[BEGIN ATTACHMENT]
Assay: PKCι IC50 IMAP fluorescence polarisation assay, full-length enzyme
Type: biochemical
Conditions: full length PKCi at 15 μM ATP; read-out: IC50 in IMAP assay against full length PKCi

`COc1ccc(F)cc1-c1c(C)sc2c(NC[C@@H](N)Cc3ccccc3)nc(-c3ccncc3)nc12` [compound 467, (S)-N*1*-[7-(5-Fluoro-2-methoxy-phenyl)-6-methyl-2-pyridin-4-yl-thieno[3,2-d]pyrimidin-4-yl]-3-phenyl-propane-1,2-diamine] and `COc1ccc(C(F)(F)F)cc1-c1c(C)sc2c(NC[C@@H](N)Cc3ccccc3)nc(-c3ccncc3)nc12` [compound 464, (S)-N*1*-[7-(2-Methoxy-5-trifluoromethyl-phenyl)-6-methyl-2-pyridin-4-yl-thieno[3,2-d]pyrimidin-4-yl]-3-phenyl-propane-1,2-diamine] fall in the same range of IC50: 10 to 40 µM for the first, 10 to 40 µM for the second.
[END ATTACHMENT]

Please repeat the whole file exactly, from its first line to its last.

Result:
Assay: PKCι IC50 IMAP fluorescence polarisation assay, full-length enzyme
Type: biochemical
Conditions: full length PKCi at 15 μM ATP; read-out: IC50 in IMAP assay against full length PKCi

`COc1ccc(F)cc1-c1c(C)sc2c(NC[C@@H](N)Cc3ccccc3)nc(-c3ccncc3)nc12` [compound 467, (S)-N*1*-[7-(5-Fluoro-2-methoxy-phenyl)-6-methyl-2-pyridin-4-yl-thieno[3,2-d]pyrimidin-4-yl]-3-phenyl-propane-1,2-diamine] and `COc1ccc(C(F)(F)F)cc1-c1c(C)sc2c(NC[C@@H](N)Cc3ccccc3)nc(-c3ccncc3)nc12` [compound 464, (S)-N*1*-[7-(2-Methoxy-5-trifluoromethyl-phenyl)-6-methyl-2-pyridin-4-yl-thieno[3,2-d]pyrimidin-4-yl]-3-phenyl-propane-1,2-diamine] fall in the same range of IC50: 10 to 40 µM for the first, 10 to 40 µM for the second.